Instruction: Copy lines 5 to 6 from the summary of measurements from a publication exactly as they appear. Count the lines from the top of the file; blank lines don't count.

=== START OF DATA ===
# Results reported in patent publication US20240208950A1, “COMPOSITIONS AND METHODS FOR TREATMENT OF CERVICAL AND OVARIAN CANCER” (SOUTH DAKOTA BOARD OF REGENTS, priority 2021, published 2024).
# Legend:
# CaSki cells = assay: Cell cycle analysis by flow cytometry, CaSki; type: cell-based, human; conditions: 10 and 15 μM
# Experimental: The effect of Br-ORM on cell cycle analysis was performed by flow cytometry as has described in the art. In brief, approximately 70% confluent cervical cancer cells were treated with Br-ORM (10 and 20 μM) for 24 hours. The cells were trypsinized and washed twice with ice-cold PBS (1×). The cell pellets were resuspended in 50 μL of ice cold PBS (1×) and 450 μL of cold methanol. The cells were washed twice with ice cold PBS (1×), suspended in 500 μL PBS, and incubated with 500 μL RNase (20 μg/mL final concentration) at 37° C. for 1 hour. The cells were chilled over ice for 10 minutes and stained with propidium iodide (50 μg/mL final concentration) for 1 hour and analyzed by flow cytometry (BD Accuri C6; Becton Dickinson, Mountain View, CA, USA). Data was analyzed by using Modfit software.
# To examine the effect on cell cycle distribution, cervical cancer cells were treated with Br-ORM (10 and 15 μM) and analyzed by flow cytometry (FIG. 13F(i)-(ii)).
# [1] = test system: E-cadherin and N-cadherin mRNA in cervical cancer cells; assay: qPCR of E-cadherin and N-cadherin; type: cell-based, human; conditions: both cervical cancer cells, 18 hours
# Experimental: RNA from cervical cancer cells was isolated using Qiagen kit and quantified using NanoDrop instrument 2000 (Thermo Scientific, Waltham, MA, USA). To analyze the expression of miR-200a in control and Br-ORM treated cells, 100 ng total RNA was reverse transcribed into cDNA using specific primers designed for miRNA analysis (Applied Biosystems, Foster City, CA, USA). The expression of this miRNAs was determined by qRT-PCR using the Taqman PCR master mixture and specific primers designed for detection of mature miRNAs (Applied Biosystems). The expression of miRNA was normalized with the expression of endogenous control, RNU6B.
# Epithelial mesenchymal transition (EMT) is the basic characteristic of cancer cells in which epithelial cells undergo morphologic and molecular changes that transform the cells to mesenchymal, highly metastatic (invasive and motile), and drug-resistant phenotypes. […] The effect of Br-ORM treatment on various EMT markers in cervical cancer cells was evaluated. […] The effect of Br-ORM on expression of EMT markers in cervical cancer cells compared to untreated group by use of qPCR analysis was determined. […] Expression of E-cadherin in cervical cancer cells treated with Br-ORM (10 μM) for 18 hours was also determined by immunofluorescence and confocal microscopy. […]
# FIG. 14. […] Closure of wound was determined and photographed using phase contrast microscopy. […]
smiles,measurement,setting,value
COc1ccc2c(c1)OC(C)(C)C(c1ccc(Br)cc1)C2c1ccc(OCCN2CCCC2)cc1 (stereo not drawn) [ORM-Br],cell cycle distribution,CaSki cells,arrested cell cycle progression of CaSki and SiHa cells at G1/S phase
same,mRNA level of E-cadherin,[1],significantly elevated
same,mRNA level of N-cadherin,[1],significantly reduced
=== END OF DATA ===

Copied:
# To examine the effect on cell cycle distribution, cervical cancer cells were treated with Br-ORM (10 and 15 μM) and analyzed by flow cytometry (FIG. 13F(i)-(ii)).
# [1] = test system: E-cadherin and N-cadherin mRNA in cervical cancer cells; assay: qPCR of E-cadherin and N-cadherin; type: cell-based, human; conditions: both cervical cancer cells, 18 hours